Comment & analysis / Letters Print article | Email
A common language should not blind us to the reality of a deepening transatlantic gulf
A Letter to the Editor from Tom Brown
Published: May 29 2004 5:00 | Last Updated: May 29 2004 5:00
From Mr Tom Brown.
Sir, Gerard Baker ("Those linguistic ties that bind", FT Weekend May 22-23) seems to be suffering a bad case of homesickness; otherwise it is difficult to understand how he has deluded himself into believing there is a narrowing gap between US and UK cultures brought about by a common language.
There are massive entrenched differences between the societies and their values, whereas the lack of a common language in Europe leads some monolingual Anglo-Saxons to presume social and political differences between, for example, the Germans and the British, which scarcely exist compared with the transatlantic gulf.
Europeans do not (ordinarily) carry guns, do not routinely execute prisoners, do not have Chapter 11 bankruptcy proceedings, monster homes, cars that guzzle fuel on the US scale, virtually universal male circumcision nor - above all - an appalling level of economic inequality between the super-rich and a working class whose real living standards have scarcely risen in 30 years.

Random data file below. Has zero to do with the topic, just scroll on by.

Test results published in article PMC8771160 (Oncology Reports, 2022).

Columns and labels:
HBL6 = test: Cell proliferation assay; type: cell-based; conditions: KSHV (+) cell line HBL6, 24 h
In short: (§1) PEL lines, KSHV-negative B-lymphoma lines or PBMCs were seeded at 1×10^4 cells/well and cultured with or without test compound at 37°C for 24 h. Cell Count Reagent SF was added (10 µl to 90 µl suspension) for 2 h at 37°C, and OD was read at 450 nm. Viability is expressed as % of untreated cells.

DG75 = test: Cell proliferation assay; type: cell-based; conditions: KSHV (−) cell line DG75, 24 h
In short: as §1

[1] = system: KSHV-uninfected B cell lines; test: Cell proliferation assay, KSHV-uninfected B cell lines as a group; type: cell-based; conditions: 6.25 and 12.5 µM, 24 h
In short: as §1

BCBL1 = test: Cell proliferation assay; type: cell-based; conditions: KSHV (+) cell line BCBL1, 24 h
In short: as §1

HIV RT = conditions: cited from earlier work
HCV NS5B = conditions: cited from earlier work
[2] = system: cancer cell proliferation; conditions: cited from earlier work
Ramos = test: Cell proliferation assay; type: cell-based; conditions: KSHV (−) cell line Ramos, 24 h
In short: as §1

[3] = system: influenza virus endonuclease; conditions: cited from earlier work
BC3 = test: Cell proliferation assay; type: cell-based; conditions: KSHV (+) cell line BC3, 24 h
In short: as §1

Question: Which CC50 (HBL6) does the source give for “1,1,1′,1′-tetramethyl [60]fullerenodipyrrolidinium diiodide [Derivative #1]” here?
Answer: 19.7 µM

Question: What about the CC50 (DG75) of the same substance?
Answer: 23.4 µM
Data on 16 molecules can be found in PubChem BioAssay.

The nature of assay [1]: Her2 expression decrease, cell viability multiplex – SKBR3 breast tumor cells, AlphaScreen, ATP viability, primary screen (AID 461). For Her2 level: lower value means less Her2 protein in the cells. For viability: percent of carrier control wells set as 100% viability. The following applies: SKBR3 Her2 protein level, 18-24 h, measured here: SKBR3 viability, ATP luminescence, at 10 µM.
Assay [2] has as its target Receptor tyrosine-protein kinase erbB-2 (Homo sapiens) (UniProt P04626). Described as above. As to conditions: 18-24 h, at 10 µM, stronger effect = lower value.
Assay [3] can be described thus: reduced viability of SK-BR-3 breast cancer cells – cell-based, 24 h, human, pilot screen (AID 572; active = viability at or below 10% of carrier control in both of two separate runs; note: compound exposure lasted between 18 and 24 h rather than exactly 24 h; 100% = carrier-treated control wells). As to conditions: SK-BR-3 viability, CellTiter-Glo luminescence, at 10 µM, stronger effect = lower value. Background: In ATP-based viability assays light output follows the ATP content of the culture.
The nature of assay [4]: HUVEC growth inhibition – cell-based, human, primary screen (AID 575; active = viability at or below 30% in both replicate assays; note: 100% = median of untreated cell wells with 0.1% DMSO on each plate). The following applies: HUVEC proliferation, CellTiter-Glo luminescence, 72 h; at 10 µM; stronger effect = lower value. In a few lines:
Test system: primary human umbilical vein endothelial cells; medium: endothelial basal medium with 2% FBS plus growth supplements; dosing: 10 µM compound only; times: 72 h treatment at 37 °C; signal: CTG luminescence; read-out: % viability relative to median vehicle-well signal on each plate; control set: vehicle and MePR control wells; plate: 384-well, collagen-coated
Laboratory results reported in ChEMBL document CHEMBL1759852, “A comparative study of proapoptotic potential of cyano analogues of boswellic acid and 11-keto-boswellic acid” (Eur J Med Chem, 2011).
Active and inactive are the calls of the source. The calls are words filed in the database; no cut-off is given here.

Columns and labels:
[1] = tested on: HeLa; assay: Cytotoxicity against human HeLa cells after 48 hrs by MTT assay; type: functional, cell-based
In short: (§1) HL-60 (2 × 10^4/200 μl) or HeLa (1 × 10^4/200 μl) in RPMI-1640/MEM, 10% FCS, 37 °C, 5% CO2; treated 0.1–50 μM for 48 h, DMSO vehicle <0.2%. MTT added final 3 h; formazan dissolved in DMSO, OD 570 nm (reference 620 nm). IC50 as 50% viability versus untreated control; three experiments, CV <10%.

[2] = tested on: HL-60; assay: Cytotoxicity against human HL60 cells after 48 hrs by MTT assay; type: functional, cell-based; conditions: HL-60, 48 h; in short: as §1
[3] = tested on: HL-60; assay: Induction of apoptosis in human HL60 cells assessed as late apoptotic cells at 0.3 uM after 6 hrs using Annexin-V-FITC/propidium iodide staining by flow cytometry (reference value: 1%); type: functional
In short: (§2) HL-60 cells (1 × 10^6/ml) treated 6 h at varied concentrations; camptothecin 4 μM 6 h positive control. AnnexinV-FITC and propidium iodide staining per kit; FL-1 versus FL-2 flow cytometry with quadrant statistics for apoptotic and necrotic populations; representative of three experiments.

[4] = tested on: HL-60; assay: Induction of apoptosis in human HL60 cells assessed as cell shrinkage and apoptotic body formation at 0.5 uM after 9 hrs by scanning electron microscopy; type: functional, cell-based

Europeans generally have "socialist" medical, educational and welfare systems that enjoy broad popular support, as do higher income tax levels, and are among the reasons for superior life expectancy and public health in much of Europe. Europeans are deeply attached to their railways and do not regard public transport as something only for social outcasts.
European societies are humanist and secular in their predominant values while organised religion plays a role in US society otherwise only equalled in Muslim societies. As for popular culture, it is scarcely as if the reception of Harry Potter and Coldplay in the US indicates some unique cultural tie: what is probably more telling is that the English original of Harry Potter sold out in Germany even before the German translation was ready.
The US and UK - as well as other European countries - should enjoy strong relations but it is a delusion that "they are just like us", when it is obvious they are startlingly different.
Tom Brown, London SW5 9DN